Something strange is going on in Westminster. Actually, a whole lot of strange things are going on in Westminster, but there's one in particular that is leaving me concerned. It's the way that it appears that the Secretary of State for Health and Social Care Matt Hancock has taken on responsibility for policy around the … Continue reading Is Social Media a Public Health Issue?
Our world is dominated by ideas of problems and solutions. Of questions and answers. And I'm beginning to wonder if there are cognitive biases at play that prevent us from being able to contend with the complexity that often arises from the answers that are required to solve seemingly simple questions. The trigger for this … Continue reading The Simple Question Fallacy
So apparently Theresa May has asked her Brexit subcommittee to go away and think a bit harder about their two proposed solutions to the post-Brexit EU border and customs problem. One of the two approaches has been summarised as: A 'highly streamlined' customs arrangement - This would minimise customs checks rather than getting rid of … Continue reading Problem-less solutions
When Chris & I spoke on Sunday evening about the emerging Cambridge Analytica story as we recorded WB40 I was confused. As further revelations have emerged through Carole Cadwalladr's fantastic and dogged reporting (which I have been following for months), I am reminded of the Morrissey lyric "I was happy in the haze of a … Continue reading A state of confusion
Back in the early 1980s my then senior school, Bushey Hall, was faced with closure. The local education authority had proposed that the place should be shut, merged into another school a mile or so up the road. Parents and pupils fought the proposal. We organised. We created a petition, and got many thousands of … Continue reading Appocracy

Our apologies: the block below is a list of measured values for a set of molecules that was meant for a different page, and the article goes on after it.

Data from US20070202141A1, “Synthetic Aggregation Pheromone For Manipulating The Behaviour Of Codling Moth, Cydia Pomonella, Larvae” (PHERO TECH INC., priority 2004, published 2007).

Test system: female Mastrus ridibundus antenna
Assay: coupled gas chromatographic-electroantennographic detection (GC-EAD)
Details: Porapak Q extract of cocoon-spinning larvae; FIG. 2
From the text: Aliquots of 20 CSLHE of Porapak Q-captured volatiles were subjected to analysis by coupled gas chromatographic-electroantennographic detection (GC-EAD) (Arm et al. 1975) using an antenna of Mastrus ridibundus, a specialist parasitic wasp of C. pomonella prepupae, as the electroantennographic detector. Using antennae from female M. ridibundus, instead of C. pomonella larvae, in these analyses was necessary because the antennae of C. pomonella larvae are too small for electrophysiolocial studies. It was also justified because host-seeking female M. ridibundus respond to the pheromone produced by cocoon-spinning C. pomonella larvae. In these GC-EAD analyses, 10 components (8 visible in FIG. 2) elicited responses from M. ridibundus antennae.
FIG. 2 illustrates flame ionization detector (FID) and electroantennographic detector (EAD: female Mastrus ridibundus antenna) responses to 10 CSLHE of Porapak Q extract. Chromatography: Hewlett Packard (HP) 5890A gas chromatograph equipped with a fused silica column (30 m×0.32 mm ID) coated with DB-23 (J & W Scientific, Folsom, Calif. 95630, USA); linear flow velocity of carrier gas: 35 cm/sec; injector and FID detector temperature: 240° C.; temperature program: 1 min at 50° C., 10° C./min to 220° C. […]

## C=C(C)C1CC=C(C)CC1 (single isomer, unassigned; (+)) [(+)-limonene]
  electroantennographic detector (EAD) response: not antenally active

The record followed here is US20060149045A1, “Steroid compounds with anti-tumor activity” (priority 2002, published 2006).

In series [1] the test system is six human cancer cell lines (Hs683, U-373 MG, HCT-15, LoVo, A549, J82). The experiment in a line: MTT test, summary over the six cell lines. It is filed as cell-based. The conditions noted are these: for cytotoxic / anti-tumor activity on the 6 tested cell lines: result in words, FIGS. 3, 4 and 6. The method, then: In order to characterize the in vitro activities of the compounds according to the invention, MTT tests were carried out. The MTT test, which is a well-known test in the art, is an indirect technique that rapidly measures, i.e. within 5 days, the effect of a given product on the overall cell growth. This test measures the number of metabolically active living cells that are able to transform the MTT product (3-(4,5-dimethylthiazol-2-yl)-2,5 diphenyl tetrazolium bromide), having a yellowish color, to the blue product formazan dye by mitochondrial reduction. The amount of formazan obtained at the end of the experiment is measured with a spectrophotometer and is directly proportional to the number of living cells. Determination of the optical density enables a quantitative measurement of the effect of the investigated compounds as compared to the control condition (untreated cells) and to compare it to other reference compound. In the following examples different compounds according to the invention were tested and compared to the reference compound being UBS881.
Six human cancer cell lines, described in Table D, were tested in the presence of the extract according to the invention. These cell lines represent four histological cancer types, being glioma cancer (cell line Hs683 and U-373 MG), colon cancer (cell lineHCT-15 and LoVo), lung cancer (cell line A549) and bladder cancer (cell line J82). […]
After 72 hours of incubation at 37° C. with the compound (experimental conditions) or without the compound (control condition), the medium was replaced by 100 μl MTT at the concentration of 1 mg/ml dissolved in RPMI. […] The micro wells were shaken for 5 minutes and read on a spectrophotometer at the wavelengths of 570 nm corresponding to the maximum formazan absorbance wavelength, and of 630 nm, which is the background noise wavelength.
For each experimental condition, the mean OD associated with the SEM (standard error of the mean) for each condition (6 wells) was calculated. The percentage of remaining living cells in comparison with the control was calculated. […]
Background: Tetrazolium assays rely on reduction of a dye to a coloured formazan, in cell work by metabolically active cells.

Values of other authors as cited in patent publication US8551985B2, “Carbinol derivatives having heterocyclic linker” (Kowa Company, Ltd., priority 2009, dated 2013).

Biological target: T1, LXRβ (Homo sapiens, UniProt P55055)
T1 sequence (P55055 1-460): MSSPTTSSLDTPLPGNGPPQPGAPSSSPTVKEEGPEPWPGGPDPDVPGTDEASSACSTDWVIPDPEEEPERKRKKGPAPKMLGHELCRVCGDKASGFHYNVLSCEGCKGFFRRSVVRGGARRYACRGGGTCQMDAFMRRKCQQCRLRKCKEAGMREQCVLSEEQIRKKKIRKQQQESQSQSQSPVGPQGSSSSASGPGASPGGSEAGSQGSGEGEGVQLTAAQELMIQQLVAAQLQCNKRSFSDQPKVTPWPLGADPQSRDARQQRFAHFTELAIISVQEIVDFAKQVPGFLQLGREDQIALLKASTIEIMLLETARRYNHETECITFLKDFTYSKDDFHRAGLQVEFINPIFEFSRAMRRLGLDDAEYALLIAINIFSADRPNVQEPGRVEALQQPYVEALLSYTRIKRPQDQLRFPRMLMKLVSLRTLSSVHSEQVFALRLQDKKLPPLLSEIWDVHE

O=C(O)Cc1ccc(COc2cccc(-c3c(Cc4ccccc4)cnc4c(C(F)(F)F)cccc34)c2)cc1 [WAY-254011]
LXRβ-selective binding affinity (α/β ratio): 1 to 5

I'm currently preparing a talk for a group of HR professionals on the subject of AI, machine learning and robots. My opening gambit is going to be that robots have already taken over our houses and have us enslaved. A strong pitch. What are these robots of which I speak? Well, you probably know them … Continue reading The everyday sexism of AI
And so the debate continues to rage about the UK's exit from the European Union. In the last 24 hours, the incomprehensibly complicated nature of the UK's constitutional structure has become illustrated with court rulings about the primacy of parliament in our set up. A judges' ruling on the rule of law gets painted as … Continue reading The European lobster pot
Whatever your views on Britain leaving the European Union, the country is certain now to be entering an extended period of negotiation with the EU and its member nations to unpick the UK from its forty-year relationship. In the past few weeks there has been a repeated claim from various government ministers that we shouldn't be … Continue reading Poker face
It's all change in Government technology circles. The various changes that have happened at the top of the Government Digital Service and elsewhere in recent days signify something, although I'm not entirely sure what. Derek du Preez makes a good stab of it here. All this change got me thinking. For a while now I've been … Continue reading Change leadership
I've never really identified myself as either English or British. Through a fluke of circumstance I happened to be born in Northern Ireland, to a mum & dad who each had one Irish and one Londoner parent. During my teenage years I thought of myself as in some way Irish. I identified with some of … Continue reading A Londoner. A European.